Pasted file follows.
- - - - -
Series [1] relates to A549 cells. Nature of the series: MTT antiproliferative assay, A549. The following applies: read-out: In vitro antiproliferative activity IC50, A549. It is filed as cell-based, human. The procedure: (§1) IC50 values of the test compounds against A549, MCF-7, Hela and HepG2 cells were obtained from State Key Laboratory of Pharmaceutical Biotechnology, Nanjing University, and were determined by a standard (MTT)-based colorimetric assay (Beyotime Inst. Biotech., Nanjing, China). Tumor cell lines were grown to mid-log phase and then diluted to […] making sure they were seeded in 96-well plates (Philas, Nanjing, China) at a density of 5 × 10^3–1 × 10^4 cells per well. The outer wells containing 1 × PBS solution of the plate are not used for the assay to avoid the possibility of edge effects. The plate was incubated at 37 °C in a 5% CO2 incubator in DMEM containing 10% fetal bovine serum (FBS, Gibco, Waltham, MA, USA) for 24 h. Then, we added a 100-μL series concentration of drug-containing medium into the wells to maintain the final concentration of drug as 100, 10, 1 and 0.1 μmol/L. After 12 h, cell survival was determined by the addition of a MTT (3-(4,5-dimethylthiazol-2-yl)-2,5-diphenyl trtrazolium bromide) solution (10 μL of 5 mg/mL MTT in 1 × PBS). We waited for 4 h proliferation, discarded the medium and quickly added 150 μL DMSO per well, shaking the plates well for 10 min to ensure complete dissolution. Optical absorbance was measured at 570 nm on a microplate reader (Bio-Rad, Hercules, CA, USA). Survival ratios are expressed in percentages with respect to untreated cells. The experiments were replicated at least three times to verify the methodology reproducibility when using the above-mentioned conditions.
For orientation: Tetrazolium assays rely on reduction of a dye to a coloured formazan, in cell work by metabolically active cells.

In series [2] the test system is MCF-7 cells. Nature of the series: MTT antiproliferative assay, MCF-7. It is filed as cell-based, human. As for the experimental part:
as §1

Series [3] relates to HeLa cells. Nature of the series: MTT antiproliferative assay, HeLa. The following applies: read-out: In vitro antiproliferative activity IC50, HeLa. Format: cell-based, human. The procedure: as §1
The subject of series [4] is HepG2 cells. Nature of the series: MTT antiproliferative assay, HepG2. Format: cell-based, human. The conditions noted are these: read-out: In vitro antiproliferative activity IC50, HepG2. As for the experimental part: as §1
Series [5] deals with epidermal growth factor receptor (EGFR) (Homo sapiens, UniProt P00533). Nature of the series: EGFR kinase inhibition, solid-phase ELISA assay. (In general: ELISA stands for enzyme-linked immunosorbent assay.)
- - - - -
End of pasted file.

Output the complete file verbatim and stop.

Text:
Series [1] relates to A549 cells. Nature of the series: MTT antiproliferative assay, A549. The following applies: read-out: In vitro antiproliferative activity IC50, A549. It is filed as cell-based, human. The procedure: (§1) IC50 values of the test compounds against A549, MCF-7, Hela and HepG2 cells were obtained from State Key Laboratory of Pharmaceutical Biotechnology, Nanjing University, and were determined by a standard (MTT)-based colorimetric assay (Beyotime Inst. Biotech., Nanjing, China). Tumor cell lines were grown to mid-log phase and then diluted to […] making sure they were seeded in 96-well plates (Philas, Nanjing, China) at a density of 5 × 10^3–1 × 10^4 cells per well. The outer wells containing 1 × PBS solution of the plate are not used for the assay to avoid the possibility of edge effects. The plate was incubated at 37 °C in a 5% CO2 incubator in DMEM containing 10% fetal bovine serum (FBS, Gibco, Waltham, MA, USA) for 24 h. Then, we added a 100-μL series concentration of drug-containing medium into the wells to maintain the final concentration of drug as 100, 10, 1 and 0.1 μmol/L. After 12 h, cell survival was determined by the addition of a MTT (3-(4,5-dimethylthiazol-2-yl)-2,5-diphenyl trtrazolium bromide) solution (10 μL of 5 mg/mL MTT in 1 × PBS). We waited for 4 h proliferation, discarded the medium and quickly added 150 μL DMSO per well, shaking the plates well for 10 min to ensure complete dissolution. Optical absorbance was measured at 570 nm on a microplate reader (Bio-Rad, Hercules, CA, USA). Survival ratios are expressed in percentages with respect to untreated cells. The experiments were replicated at least three times to verify the methodology reproducibility when using the above-mentioned conditions.
For orientation: Tetrazolium assays rely on reduction of a dye to a coloured formazan, in cell work by metabolically active cells.

In series [2] the test system is MCF-7 cells. Nature of the series: MTT antiproliferative assay, MCF-7. It is filed as cell-based, human. As for the experimental part:
as §1

Series [3] relates to HeLa cells. Nature of the series: MTT antiproliferative assay, HeLa. The following applies: read-out: In vitro antiproliferative activity IC50, HeLa. Format: cell-based, human. The procedure: as §1
The subject of series [4] is HepG2 cells. Nature of the series: MTT antiproliferative assay, HepG2. Format: cell-based, human. The conditions noted are these: read-out: In vitro antiproliferative activity IC50, HepG2. As for the experimental part: as §1
Series [5] deals with epidermal growth factor receptor (EGFR) (Homo sapiens, UniProt P00533). Nature of the series: EGFR kinase inhibition, solid-phase ELISA assay. (In general: ELISA stands for enzyme-linked immunosorbent assay.)